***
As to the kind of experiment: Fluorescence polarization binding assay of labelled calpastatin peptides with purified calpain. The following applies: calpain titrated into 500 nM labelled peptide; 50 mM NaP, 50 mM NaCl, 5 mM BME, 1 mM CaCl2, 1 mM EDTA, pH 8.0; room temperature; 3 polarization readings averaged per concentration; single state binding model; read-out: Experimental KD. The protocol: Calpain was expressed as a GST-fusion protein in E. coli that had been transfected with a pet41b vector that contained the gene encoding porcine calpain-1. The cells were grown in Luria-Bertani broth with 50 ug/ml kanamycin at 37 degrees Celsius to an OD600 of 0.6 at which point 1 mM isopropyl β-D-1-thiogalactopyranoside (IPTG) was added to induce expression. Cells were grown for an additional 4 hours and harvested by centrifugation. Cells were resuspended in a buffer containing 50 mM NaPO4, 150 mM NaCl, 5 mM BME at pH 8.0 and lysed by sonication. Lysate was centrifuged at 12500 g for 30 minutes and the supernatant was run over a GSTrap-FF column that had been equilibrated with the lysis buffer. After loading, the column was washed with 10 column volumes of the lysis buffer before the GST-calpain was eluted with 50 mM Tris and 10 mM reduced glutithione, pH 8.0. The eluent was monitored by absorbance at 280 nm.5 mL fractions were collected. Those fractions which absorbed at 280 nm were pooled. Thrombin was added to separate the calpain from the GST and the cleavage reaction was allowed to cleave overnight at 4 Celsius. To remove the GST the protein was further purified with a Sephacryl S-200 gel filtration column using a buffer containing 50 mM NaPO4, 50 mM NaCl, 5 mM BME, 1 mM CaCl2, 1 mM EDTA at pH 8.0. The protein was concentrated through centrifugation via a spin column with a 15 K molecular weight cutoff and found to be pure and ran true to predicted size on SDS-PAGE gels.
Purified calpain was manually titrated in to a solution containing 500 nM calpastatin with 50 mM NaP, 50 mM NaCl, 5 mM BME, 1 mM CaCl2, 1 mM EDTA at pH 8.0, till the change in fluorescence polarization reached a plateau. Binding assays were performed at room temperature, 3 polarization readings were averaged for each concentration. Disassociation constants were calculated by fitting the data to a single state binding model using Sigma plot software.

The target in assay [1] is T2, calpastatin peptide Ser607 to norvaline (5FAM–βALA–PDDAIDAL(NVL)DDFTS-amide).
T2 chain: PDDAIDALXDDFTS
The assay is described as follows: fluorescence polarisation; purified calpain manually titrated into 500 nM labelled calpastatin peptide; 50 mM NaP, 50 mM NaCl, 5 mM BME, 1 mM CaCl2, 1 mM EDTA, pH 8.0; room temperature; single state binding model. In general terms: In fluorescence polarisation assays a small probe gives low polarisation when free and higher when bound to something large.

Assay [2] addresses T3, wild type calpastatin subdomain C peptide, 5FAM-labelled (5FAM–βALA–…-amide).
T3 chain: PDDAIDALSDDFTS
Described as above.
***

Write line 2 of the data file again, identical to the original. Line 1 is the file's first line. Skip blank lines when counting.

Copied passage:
Purified calpain was manually titrated in to a solution containing 500 nM calpastatin with 50 mM NaP, 50 mM NaCl, 5 mM BME, 1 mM CaCl2, 1 mM EDTA at pH 8.0, till the change in fluorescence polarization reached a plateau. Binding assays were performed at room temperature, 3 polarization readings were averaged for each concentration. Disassociation constants were calculated by fitting the data to a single state binding model using Sigma plot software.